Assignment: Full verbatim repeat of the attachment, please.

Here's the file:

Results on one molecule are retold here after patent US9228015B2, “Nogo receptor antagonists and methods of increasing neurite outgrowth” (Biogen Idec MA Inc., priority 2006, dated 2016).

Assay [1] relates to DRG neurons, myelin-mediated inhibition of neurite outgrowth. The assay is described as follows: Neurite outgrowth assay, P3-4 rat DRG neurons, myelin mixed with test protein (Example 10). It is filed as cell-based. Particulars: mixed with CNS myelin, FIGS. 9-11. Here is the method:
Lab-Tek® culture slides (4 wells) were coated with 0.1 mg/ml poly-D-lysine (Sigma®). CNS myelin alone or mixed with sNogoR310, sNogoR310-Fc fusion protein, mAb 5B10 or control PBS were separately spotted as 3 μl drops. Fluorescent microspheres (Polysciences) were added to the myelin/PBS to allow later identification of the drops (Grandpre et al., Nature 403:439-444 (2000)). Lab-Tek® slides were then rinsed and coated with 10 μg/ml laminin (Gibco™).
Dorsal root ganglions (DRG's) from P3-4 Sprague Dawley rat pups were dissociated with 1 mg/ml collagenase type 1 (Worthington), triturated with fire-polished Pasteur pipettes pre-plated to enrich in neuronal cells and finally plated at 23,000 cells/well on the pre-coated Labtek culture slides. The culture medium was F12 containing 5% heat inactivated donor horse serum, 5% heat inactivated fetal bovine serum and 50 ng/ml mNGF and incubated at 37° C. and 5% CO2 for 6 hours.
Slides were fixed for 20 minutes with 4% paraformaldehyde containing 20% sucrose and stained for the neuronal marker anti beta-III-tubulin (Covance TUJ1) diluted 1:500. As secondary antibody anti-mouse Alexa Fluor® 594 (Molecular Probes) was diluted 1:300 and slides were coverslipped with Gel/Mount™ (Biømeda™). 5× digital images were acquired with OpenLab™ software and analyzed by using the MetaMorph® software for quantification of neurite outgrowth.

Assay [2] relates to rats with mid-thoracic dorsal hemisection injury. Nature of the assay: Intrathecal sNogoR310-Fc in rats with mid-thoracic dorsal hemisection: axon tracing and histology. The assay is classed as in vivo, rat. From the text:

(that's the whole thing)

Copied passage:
Results on one molecule are retold here after patent US9228015B2, “Nogo receptor antagonists and methods of increasing neurite outgrowth” (Biogen Idec MA Inc., priority 2006, dated 2016).

Assay [1] relates to DRG neurons, myelin-mediated inhibition of neurite outgrowth. The assay is described as follows: Neurite outgrowth assay, P3-4 rat DRG neurons, myelin mixed with test protein (Example 10). It is filed as cell-based. Particulars: mixed with CNS myelin, FIGS. 9-11. Here is the method:
Lab-Tek® culture slides (4 wells) were coated with 0.1 mg/ml poly-D-lysine (Sigma®). CNS myelin alone or mixed with sNogoR310, sNogoR310-Fc fusion protein, mAb 5B10 or control PBS were separately spotted as 3 μl drops. Fluorescent microspheres (Polysciences) were added to the myelin/PBS to allow later identification of the drops (Grandpre et al., Nature 403:439-444 (2000)). Lab-Tek® slides were then rinsed and coated with 10 μg/ml laminin (Gibco™).
Dorsal root ganglions (DRG's) from P3-4 Sprague Dawley rat pups were dissociated with 1 mg/ml collagenase type 1 (Worthington), triturated with fire-polished Pasteur pipettes pre-plated to enrich in neuronal cells and finally plated at 23,000 cells/well on the pre-coated Labtek culture slides. The culture medium was F12 containing 5% heat inactivated donor horse serum, 5% heat inactivated fetal bovine serum and 50 ng/ml mNGF and incubated at 37° C. and 5% CO2 for 6 hours.
Slides were fixed for 20 minutes with 4% paraformaldehyde containing 20% sucrose and stained for the neuronal marker anti beta-III-tubulin (Covance TUJ1) diluted 1:500. As secondary antibody anti-mouse Alexa Fluor® 594 (Molecular Probes) was diluted 1:300 and slides were coverslipped with Gel/Mount™ (Biømeda™). 5× digital images were acquired with OpenLab™ software and analyzed by using the MetaMorph® software for quantification of neurite outgrowth.

Assay [2] relates to rats with mid-thoracic dorsal hemisection injury. Nature of the assay: Intrathecal sNogoR310-Fc in rats with mid-thoracic dorsal hemisection: axon tracing and histology. The assay is classed as in vivo, rat. From the text: